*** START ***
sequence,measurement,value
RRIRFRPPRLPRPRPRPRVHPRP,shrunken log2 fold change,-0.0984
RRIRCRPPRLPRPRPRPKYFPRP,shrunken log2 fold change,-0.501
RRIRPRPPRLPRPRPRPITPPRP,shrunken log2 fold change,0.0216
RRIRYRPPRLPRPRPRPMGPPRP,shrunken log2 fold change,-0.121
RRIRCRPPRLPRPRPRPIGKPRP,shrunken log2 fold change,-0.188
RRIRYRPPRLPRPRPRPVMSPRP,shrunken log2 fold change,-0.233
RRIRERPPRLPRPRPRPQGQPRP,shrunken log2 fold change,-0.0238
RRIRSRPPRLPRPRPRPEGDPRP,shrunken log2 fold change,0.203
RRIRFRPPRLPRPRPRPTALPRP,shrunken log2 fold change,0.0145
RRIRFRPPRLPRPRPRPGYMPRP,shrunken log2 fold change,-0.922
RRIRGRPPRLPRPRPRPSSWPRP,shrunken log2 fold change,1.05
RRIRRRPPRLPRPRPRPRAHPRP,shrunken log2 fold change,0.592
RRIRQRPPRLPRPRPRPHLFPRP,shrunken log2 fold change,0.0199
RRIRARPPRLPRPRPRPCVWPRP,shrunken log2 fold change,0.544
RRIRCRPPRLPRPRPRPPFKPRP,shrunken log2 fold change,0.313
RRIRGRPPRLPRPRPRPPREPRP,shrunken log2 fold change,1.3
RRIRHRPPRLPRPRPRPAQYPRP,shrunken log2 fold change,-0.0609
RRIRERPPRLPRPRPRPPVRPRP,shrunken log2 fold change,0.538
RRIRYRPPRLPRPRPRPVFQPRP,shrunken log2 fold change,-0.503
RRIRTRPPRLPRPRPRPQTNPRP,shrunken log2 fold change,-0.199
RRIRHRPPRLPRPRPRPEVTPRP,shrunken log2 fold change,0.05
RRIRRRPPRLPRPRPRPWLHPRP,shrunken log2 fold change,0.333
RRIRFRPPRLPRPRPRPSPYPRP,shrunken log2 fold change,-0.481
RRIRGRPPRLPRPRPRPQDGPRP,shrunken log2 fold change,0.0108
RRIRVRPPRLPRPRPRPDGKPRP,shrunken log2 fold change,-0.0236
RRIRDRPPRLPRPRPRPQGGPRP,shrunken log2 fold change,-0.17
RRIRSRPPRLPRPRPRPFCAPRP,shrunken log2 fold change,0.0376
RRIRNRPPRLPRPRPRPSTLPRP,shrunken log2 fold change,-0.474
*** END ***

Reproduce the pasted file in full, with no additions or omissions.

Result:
sequence,measurement,value
RRIRFRPPRLPRPRPRPRVHPRP,shrunken log2 fold change,-0.0984
RRIRCRPPRLPRPRPRPKYFPRP,shrunken log2 fold change,-0.501
RRIRPRPPRLPRPRPRPITPPRP,shrunken log2 fold change,0.0216
RRIRYRPPRLPRPRPRPMGPPRP,shrunken log2 fold change,-0.121
RRIRCRPPRLPRPRPRPIGKPRP,shrunken log2 fold change,-0.188
RRIRYRPPRLPRPRPRPVMSPRP,shrunken log2 fold change,-0.233
RRIRERPPRLPRPRPRPQGQPRP,shrunken log2 fold change,-0.0238
RRIRSRPPRLPRPRPRPEGDPRP,shrunken log2 fold change,0.203
RRIRFRPPRLPRPRPRPTALPRP,shrunken log2 fold change,0.0145
RRIRFRPPRLPRPRPRPGYMPRP,shrunken log2 fold change,-0.922
RRIRGRPPRLPRPRPRPSSWPRP,shrunken log2 fold change,1.05
RRIRRRPPRLPRPRPRPRAHPRP,shrunken log2 fold change,0.592
RRIRQRPPRLPRPRPRPHLFPRP,shrunken log2 fold change,0.0199
RRIRARPPRLPRPRPRPCVWPRP,shrunken log2 fold change,0.544
RRIRCRPPRLPRPRPRPPFKPRP,shrunken log2 fold change,0.313
RRIRGRPPRLPRPRPRPPREPRP,shrunken log2 fold change,1.3
RRIRHRPPRLPRPRPRPAQYPRP,shrunken log2 fold change,-0.0609
RRIRERPPRLPRPRPRPPVRPRP,shrunken log2 fold change,0.538
RRIRYRPPRLPRPRPRPVFQPRP,shrunken log2 fold change,-0.503
RRIRTRPPRLPRPRPRPQTNPRP,shrunken log2 fold change,-0.199
RRIRHRPPRLPRPRPRPEVTPRP,shrunken log2 fold change,0.05
RRIRRRPPRLPRPRPRPWLHPRP,shrunken log2 fold change,0.333
RRIRFRPPRLPRPRPRPSPYPRP,shrunken log2 fold change,-0.481
RRIRGRPPRLPRPRPRPQDGPRP,shrunken log2 fold change,0.0108
RRIRVRPPRLPRPRPRPDGKPRP,shrunken log2 fold change,-0.0236
RRIRDRPPRLPRPRPRPQGGPRP,shrunken log2 fold change,-0.17
RRIRSRPPRLPRPRPRPFCAPRP,shrunken log2 fold change,0.0376
RRIRNRPPRLPRPRPRPSTLPRP,shrunken log2 fold change,-0.474